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Puppy Dog Eyes: What Do They Mean & What They Do to Us (Vet-Reviewed)

Written by: Misty Layne

Last Updated on March 19, 2024 by Dogster Team

border collie dog with puppy eyes

Puppy Dog Eyes: What Do They Mean & What They Do to Us (Vet-Reviewed)


Dr. Amanda Charles Photo


Dr. Amanda Charles

BVSc MRCVS (Veterinarian)

The information is current and up-to-date in accordance with the latest veterinarian research.

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Any dog parent will tell you their pup is the cutest animal alive. However, the cuteness factor of a dog increases exponentially when they break out the puppy dog eyes. Even if you aren’t a dog parent, you know that look, and it’s a look most people can’t resist!

But what does it really mean when a dog brings out the puppy dog eyes? Is it a manipulative tactic designed to get them treats or something else? And what do puppy dog eyes do to us (other than turn us to mush)? It seems puppy dog eyes are part of our dog’s repertoire to communicate with us, and there is a scientific reason they make us all mushy.

Here’s a closer look at why canines make puppy dog eyes and how they affect us.

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The Science of Puppy Dog Eyes

We all know the look—head tilted to the side, raised eyebrows, and big, wide eyes gazing up at us. But why do dogs give us that look? While it’s long been believed that pups give us this look to look cuter when they want something, it seems that puppy dog eyes may simply be a way they try to communicate effectively with humans.

Dogs and humans have long been pals, and we’ve evolved together. Canines evolved from wolves, but while our pups uniformly have the ability to make puppy dog eyes (due to a specific facial muscle ), wolves do not. This muscle is responsible for raising the inner eyebrow intensely and it has been shown that dogs move their eyebrows significantly more often and with higher intensity than their distant wolf ancestors. Thus, it’s theorized that our canine pals developed characteristics over time that allowed them to make facial expressions to better communicate with us, and that puppy dog eyes are a result of selection based on human preferences.

And though it seems the puppy dog eyes come out mostly when our dogs are begging for food or affection, it appears that our four-legged friends actually just make facial expressions when they want to engage with us. A study done in 2017 that looked at 24 canines from different breeds found that when a person was facing them,1 the dog made twice as many expressions as they did when the person was turned away. And it didn’t matter whether the person was holding food or not! This outcome seems to indicate that dogs make facial expressions, such as puppy dog eyes, to communicate and engage with us, rather than it being an effort to look extra adorable so we’ll reward them with food.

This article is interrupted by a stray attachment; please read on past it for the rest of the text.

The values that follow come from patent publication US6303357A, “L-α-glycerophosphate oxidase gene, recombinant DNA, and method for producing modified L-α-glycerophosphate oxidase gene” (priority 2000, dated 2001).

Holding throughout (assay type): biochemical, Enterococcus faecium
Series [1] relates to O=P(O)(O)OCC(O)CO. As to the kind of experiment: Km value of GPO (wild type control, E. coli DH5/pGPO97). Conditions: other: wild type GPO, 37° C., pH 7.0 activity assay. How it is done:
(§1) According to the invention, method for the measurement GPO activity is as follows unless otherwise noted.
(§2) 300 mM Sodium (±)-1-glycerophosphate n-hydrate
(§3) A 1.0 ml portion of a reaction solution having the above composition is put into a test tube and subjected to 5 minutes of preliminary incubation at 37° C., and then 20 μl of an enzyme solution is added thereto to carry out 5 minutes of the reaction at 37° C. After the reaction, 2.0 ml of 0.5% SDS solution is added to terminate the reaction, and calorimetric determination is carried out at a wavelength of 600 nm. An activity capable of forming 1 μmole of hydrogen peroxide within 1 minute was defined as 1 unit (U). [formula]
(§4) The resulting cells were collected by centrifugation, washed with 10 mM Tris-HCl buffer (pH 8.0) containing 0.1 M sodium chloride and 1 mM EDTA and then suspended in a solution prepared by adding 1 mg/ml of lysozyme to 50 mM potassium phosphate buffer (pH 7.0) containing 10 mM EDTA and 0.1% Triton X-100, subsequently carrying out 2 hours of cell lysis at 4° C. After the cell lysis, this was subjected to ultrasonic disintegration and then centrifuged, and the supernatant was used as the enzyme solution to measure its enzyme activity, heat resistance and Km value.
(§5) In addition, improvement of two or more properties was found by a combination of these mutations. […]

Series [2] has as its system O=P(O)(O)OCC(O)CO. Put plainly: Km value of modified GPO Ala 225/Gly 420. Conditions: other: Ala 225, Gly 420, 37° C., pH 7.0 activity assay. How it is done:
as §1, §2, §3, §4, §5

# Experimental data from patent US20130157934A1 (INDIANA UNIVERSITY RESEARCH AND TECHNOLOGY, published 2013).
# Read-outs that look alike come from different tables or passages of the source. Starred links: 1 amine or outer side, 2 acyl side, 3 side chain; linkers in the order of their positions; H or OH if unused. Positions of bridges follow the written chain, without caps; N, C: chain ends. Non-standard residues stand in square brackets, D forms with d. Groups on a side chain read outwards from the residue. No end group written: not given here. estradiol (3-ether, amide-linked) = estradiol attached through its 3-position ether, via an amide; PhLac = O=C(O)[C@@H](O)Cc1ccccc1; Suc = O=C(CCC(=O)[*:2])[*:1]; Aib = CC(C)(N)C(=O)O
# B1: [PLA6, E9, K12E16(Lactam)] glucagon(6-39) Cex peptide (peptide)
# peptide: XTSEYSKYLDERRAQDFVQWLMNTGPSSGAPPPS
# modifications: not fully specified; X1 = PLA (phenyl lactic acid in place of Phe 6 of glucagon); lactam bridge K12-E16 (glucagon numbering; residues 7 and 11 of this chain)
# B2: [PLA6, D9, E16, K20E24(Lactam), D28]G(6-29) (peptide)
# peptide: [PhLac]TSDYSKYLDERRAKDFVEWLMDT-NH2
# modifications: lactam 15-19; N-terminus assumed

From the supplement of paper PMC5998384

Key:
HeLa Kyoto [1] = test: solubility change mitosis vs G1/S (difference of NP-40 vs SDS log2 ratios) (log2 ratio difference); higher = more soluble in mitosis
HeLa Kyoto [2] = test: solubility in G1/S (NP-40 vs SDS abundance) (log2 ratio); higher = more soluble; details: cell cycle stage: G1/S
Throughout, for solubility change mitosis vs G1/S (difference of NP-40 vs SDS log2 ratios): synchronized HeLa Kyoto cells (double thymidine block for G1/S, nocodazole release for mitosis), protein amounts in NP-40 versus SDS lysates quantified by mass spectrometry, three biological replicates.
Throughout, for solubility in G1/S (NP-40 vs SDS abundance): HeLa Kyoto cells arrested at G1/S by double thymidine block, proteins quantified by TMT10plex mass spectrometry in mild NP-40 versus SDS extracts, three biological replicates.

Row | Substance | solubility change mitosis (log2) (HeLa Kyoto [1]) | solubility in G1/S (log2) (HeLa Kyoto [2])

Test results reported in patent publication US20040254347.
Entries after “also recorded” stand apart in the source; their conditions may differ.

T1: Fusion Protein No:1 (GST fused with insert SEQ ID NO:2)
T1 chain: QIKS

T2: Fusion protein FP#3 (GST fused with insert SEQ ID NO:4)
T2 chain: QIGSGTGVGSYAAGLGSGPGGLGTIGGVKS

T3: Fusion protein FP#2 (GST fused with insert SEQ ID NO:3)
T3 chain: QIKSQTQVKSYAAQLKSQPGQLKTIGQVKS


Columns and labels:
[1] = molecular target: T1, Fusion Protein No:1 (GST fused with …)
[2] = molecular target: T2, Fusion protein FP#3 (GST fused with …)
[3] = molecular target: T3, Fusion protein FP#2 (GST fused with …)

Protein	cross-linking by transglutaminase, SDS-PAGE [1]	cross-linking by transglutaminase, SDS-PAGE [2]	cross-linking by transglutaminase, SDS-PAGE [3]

golden retriever puppy, asking for food
Image Credit: belefront, Shutterstock

Why Do Puppy Dog Eyes Affect Us?

Did you know that when you and your pup gaze into each other’s eyes, oxytocin (or the “love hormone”) is released in your brain? According to the research, oxytocin is also being released in your pup’s brain while this is going on. So, it makes sense that puppy dog eyes make us go, “Aww!” and turn all mushy. Interestingly, dogs may be the only animals where we receive this release of oxytocin during eye contact (though more research is needed to verify this). And that oxytocin release makes us feel great and want to give our dogs whatever their hearts desire!

However, it’s important to realize that there is a lot more to a dog’s body language than just their facial expressions. If you’re trying to read your pup’s facial expressions only and not taking into account any other part of their body, you might misinterpret what they’re feeling. The same goes for context; a dog with a wagging tail doesn’t always mean, “Hi, I’m friendly! Come pet me.” It depends on the context of the situation and what the rest of their body language is saying.

You should also resist projecting human emotions onto your canine pal. Dogs have feelings, but how they feel about things and when they feel them differ from humans, so you can easily misread what your pup is trying to tell you if you do this.

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Final Thoughts

Despite popular theory, puppy dog eyes probably aren’t primarily used to lure treats or affection out of us. The most likely reason dogs bring out this look is because they’re making an effort to better engage and communicate with us via facial expression. Canines are also more liable to break out puppy dog eyes when we are facing them, which further lends credence to the theory that this expression is just a way to communicate. Despite knowing that, though, we’ll all probably still take one look at the puppy dog eyes, squeal at our dog’s adorableness, and give them anything they want!

Featured Image Credit: SakSa, Shutterstock

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